5. In BatchExampleMain, you may notice the usage of the PCollectionView object. This is a technique to pass constants or small data structures that can fit in memory to the rest of a pipeline. This constant parameter is called a side input and it will be passed to every call of the ParDo. This is a useful technique to pass objects to the rest of the pipeline, and only creating the object once at the start of the Main. In our case we made the dateStart and dateEnd as side inputs so that we wouldn’t have to create the DateTime objects on every call to JoinEvents. To pass a side input into a ParDo you must add the PCollectionView as a parameter to the constructor as well as call the withSideInputs function on the ParDo declaration.

Unit Testing in Apache Beam

When it comes to testing Beam pipelines, it is very similar to typical unit testing but instead of using JUnit you will have to get used to using Beam’s testing framework called PAssert. As in any unit test, you generate a set of inputs and check if your expected output matches the actual output of the function you are testing.

Some things you may notice in this test.

  1. We define an object of type TestPipeline at the top of the class. This is a an equivalent class to the standard “Pipeline” which was used throughout the main code. An important thing to remember is that you always need to define the testPipeline as a static global variable within a test class, and you should always reuse the same object for all tests in a class.
public final transient TestPipeline testPipeline = TestPipeline.create();

2. At the end of each test, the run() function is called on the testPipeline object. Beam won’t execute the specified steps until the run function is called. The steps you are defining with “apply” calls are an execution plan, and are only executed when specifically told to, this is called Lazy Execution. This same requirement is also true for Beam unit tests.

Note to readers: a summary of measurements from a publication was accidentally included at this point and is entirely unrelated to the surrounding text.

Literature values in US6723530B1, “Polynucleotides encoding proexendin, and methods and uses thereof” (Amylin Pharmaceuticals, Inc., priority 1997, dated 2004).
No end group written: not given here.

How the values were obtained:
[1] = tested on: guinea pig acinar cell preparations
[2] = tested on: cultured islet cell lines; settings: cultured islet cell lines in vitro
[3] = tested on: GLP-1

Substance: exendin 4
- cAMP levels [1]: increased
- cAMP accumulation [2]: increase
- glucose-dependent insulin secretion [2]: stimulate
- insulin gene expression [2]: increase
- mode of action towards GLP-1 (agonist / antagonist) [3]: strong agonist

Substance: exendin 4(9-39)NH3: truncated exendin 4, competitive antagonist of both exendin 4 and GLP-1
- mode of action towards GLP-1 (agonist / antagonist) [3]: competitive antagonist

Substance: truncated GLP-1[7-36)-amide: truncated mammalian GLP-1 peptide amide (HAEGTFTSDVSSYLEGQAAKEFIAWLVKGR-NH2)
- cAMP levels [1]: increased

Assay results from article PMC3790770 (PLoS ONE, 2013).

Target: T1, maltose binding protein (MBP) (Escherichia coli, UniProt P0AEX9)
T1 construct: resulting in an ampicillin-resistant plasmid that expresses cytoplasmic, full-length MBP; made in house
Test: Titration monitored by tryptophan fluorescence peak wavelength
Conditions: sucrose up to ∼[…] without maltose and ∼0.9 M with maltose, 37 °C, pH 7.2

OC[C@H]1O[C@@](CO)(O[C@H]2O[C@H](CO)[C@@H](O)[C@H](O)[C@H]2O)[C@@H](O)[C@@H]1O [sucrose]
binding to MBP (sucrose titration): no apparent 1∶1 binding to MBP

3. The output of a pipeline is evaluated with a containsInAnyOrder function. Unlike typical unit testing of functions, where you can expect an exact ordering on the execution of the input, Beam does not guarantee order. Hence, we cannot presume to know the order in which the input will be executed. PAssert only asserts that it knows what is in the output, but not the order.

4. When we define the input to the pipeline, we also need to make sure to convert the input object into a PCollection of that object. Hence the first step in your test pipeline should always be to call the Create function. Beam steps can only be executed on PCollection objects.

int x = 4;
PCollection<Integer> xPcollection = testPipeline.apply(Create.of(x));

Now lets take a look at the JoinEventsTest class

5. As discussed above we need to make our startDate and endDate into side inputs to the JoinEvents ParDo by wrapping the objects as PCollectionView instances. We also need to create TupleTag objects for books and groceries to use with the CoGroupByKey transformation.

This test is a good example of how you can test your entire end to end pipeline very easily in Beam. Here we have tested all the functionality of our pipeline except the BigQuery read and write, which we abstract away by assuming these services always work.

For more details on Apache Beam testing here are some more resources: https://beam.apache.org/documentation/pipelines/test-your-pipeline/

Look out for Part 2 of this series which will focus on testing Streaming pipelines in Beam.

Anton Sitkovets

Written by

Big Data | Machine Learning, Data Engineer @ ecobee